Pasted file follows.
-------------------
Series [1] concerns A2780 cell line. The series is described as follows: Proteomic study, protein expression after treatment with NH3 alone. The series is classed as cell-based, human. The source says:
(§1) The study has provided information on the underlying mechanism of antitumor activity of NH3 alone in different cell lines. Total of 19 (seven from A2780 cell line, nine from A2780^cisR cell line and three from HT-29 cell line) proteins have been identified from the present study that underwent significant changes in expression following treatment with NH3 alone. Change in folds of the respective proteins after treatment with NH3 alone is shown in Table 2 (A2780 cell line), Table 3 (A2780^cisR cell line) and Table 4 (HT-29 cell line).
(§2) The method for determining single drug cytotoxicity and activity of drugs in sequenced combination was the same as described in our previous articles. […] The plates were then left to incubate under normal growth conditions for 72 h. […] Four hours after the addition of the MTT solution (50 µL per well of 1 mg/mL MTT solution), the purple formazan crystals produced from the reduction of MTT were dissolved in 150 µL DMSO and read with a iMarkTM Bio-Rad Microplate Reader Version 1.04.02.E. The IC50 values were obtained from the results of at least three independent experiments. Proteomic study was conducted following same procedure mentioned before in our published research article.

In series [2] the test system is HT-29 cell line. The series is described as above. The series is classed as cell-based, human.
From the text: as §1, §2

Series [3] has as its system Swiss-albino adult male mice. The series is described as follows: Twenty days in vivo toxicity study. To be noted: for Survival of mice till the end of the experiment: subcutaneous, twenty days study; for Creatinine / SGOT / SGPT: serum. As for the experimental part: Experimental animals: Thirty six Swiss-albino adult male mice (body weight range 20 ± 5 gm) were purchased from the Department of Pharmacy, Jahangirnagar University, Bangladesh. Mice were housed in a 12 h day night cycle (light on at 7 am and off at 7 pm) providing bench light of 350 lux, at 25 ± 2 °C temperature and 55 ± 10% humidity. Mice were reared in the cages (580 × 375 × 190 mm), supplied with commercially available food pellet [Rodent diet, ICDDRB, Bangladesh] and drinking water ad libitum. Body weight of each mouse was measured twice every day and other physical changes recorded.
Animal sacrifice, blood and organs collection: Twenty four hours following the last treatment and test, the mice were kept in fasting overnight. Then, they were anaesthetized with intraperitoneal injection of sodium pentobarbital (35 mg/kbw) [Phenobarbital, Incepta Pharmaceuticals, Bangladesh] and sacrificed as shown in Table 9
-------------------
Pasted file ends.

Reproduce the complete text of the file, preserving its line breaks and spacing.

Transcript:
Series [1] concerns A2780 cell line. The series is described as follows: Proteomic study, protein expression after treatment with NH3 alone. The series is classed as cell-based, human. The source says:
(§1) The study has provided information on the underlying mechanism of antitumor activity of NH3 alone in different cell lines. Total of 19 (seven from A2780 cell line, nine from A2780^cisR cell line and three from HT-29 cell line) proteins have been identified from the present study that underwent significant changes in expression following treatment with NH3 alone. Change in folds of the respective proteins after treatment with NH3 alone is shown in Table 2 (A2780 cell line), Table 3 (A2780^cisR cell line) and Table 4 (HT-29 cell line).
(§2) The method for determining single drug cytotoxicity and activity of drugs in sequenced combination was the same as described in our previous articles. […] The plates were then left to incubate under normal growth conditions for 72 h. […] Four hours after the addition of the MTT solution (50 µL per well of 1 mg/mL MTT solution), the purple formazan crystals produced from the reduction of MTT were dissolved in 150 µL DMSO and read with a iMarkTM Bio-Rad Microplate Reader Version 1.04.02.E. The IC50 values were obtained from the results of at least three independent experiments. Proteomic study was conducted following same procedure mentioned before in our published research article.

In series [2] the test system is HT-29 cell line. The series is described as above. The series is classed as cell-based, human.
From the text: as §1, §2

Series [3] has as its system Swiss-albino adult male mice. The series is described as follows: Twenty days in vivo toxicity study. To be noted: for Survival of mice till the end of the experiment: subcutaneous, twenty days study; for Creatinine / SGOT / SGPT: serum. As for the experimental part: Experimental animals: Thirty six Swiss-albino adult male mice (body weight range 20 ± 5 gm) were purchased from the Department of Pharmacy, Jahangirnagar University, Bangladesh. Mice were housed in a 12 h day night cycle (light on at 7 am and off at 7 pm) providing bench light of 350 lux, at 25 ± 2 °C temperature and 55 ± 10% humidity. Mice were reared in the cages (580 × 375 × 190 mm), supplied with commercially available food pellet [Rodent diet, ICDDRB, Bangladesh] and drinking water ad libitum. Body weight of each mouse was measured twice every day and other physical changes recorded.
Animal sacrifice, blood and organs collection: Twenty four hours following the last treatment and test, the mice were kept in fasting overnight. Then, they were anaesthetized with intraperitoneal injection of sodium pentobarbital (35 mg/kbw) [Phenobarbital, Incepta Pharmaceuticals, Bangladesh] and sacrificed as shown in Table 9